note: I haven’t quite figured out how to make the pictures small enough so that they don’t take up the whole page on this blog. Because of this small technical difficulty I have just put the link of the image on the blog. You can see that if you hover the mouse over the link a small snapshot should appear. The little snaphots just show a small part of the actual photo. If you click on it you will be redirected to a full sized image of the photo. I am really sorry about this seeming inconvenience.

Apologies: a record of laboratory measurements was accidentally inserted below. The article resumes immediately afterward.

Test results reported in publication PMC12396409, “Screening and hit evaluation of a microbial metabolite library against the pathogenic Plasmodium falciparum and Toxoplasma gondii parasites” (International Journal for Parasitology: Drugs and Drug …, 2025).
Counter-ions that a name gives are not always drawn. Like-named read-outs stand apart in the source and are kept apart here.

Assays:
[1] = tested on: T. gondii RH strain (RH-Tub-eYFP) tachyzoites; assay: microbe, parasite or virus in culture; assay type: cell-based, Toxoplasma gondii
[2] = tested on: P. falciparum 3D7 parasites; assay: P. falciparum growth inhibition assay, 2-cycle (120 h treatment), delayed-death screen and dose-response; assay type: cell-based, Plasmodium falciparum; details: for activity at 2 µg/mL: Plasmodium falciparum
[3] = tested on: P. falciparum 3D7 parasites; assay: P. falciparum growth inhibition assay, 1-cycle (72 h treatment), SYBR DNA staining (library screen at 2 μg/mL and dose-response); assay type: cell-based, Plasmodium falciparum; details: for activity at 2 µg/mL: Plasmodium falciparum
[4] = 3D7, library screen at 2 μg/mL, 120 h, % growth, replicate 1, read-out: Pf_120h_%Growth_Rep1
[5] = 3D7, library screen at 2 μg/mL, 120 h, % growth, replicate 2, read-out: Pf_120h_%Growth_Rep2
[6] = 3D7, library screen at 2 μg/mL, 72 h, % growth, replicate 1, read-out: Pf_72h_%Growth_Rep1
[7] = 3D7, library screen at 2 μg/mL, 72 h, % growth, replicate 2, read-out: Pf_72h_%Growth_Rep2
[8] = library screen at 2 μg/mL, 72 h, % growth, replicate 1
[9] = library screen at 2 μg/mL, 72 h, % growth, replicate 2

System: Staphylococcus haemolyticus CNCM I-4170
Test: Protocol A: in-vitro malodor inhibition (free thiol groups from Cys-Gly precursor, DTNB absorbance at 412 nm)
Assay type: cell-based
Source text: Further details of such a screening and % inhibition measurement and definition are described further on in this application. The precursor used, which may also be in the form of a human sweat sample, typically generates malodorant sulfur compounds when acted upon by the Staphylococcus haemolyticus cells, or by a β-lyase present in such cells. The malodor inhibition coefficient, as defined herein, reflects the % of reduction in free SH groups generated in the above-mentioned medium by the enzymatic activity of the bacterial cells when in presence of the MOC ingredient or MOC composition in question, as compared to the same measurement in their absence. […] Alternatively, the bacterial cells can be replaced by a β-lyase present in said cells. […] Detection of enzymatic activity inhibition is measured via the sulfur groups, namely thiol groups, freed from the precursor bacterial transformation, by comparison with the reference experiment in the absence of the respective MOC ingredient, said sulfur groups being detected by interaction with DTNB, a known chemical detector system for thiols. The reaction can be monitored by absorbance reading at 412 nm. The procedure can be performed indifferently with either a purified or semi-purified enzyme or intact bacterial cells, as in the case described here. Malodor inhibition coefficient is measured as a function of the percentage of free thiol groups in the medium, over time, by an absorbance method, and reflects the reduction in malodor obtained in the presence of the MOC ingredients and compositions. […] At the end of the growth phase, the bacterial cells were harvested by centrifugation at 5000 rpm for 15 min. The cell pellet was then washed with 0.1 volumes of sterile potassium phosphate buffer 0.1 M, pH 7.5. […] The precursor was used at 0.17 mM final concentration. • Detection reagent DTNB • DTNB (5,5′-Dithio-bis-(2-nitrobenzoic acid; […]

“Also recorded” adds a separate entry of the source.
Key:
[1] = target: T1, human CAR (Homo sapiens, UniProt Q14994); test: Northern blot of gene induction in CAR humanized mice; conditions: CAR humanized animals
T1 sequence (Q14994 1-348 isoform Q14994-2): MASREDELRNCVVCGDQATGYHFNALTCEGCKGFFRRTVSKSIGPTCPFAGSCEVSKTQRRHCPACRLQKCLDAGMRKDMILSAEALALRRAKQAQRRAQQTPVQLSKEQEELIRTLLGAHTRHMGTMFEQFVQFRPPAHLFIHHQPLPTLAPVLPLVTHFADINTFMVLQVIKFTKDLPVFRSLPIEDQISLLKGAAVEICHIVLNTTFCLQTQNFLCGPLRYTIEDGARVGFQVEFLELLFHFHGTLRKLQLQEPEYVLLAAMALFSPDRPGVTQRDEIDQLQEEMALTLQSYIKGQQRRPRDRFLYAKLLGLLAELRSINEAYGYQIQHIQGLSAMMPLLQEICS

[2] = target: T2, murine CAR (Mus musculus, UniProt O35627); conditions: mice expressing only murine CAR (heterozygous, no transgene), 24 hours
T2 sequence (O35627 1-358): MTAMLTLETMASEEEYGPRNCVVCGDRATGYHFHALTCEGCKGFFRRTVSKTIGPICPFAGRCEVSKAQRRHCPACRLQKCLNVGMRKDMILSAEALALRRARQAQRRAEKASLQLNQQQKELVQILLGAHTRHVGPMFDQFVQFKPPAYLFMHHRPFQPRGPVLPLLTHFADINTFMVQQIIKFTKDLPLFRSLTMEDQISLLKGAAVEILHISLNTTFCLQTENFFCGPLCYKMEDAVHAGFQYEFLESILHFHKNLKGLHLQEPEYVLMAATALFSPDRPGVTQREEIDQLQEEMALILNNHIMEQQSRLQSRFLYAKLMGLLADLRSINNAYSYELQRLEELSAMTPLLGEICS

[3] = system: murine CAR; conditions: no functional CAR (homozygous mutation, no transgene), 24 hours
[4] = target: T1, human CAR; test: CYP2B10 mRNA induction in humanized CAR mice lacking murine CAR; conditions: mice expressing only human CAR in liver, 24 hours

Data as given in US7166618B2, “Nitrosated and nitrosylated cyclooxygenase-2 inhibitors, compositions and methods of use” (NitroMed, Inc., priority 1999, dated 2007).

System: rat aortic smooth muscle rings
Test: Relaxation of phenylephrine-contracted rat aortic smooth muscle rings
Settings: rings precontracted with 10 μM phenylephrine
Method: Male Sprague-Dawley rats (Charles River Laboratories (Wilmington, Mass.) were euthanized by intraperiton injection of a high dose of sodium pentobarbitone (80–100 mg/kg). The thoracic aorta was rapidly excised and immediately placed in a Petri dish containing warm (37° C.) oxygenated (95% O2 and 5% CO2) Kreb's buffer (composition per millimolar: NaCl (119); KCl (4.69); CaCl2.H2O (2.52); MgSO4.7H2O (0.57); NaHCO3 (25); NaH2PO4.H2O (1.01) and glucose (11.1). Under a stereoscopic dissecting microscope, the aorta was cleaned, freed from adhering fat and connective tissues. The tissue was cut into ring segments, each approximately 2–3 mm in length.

Well, technically, our new place is called an “officetel.” Seoul has a few different types of housing: houses, high-rise apartments, villas, and officetels. The officetels are used as offices as well as living spaces, hence the name. They come fully equiped with washer/dryers, full kitchens, air conditioning, internet and cable capabilities, full bathrooms….etc. Some even come fully furnished with furniture as well as cooking and eating utensils. When we first arrived we lived the first couple of weeks with my grandfather in his high-rise apartment. He lives on the 11th floor. He has a great 3 bedroom apartment right next to a small mountain that we hiked last weekend. We moved about 2 hours away (on subway) in Southern Seoul in the neighborhood called 신대방 동 (shindaebang-dong). So, here we are in Seoul living in a little officetel three subway stops away from Seoul National University where Daniel is taking Korean classes. We don’t have the luxury of living close to a nice little mountain, but it is definitely a very nice area. We took a few pics of our officetel to show you all before the batteries in our camera ran out. I will post some pics of the outside of the officetel and the area we live in real soon.